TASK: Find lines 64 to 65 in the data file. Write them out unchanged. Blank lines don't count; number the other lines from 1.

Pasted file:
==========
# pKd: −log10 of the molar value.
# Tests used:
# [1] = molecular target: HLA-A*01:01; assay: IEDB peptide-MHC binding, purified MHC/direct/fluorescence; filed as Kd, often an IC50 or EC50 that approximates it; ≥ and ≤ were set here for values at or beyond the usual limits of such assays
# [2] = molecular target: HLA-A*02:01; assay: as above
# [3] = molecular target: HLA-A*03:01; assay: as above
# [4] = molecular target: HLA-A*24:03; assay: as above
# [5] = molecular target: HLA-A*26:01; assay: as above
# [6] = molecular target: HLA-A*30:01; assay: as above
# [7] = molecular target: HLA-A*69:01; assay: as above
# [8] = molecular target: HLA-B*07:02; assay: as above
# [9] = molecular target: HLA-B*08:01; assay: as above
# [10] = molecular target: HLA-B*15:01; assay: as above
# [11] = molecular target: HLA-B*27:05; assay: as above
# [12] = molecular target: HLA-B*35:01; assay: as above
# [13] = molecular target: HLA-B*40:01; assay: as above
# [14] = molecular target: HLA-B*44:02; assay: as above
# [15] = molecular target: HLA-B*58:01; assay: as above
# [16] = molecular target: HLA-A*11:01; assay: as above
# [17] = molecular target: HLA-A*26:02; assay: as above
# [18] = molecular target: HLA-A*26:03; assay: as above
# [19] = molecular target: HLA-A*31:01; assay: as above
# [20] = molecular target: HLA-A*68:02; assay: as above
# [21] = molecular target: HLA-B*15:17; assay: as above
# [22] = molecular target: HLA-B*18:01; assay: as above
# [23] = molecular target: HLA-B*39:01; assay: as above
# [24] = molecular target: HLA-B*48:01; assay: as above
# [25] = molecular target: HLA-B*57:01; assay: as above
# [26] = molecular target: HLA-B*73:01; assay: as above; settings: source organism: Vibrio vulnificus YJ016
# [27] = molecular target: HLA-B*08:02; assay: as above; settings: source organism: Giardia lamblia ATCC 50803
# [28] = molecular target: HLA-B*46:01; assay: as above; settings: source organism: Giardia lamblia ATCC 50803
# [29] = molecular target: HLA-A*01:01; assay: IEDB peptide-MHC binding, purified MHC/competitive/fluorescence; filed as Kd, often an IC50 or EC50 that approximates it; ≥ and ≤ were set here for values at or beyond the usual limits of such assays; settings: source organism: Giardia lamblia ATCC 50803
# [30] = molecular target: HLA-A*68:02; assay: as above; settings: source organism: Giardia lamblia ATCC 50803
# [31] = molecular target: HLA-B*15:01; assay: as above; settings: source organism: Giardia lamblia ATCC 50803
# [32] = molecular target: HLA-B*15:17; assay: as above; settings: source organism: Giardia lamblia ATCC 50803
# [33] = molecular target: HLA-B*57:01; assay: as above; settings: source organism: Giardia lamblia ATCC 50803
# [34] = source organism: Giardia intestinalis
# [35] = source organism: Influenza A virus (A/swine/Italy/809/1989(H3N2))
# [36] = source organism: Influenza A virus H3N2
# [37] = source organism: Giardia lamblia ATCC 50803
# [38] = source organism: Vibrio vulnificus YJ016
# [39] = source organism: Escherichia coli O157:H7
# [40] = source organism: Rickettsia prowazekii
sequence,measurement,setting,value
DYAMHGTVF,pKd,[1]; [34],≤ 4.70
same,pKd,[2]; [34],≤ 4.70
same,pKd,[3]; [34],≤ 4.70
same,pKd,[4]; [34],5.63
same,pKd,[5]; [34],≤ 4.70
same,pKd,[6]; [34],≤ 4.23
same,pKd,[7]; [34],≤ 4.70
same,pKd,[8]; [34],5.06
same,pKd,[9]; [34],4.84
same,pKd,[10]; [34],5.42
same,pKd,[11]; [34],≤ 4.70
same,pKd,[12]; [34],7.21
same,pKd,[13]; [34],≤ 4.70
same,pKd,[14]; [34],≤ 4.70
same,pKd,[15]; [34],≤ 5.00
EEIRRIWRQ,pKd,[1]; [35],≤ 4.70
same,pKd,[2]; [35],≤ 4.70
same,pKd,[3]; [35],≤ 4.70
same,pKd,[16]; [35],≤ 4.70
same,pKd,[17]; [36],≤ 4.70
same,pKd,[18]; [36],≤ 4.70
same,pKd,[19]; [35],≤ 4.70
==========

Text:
same,pKd,[18]; [36],≤ 4.70
same,pKd,[19]; [35],≤ 4.70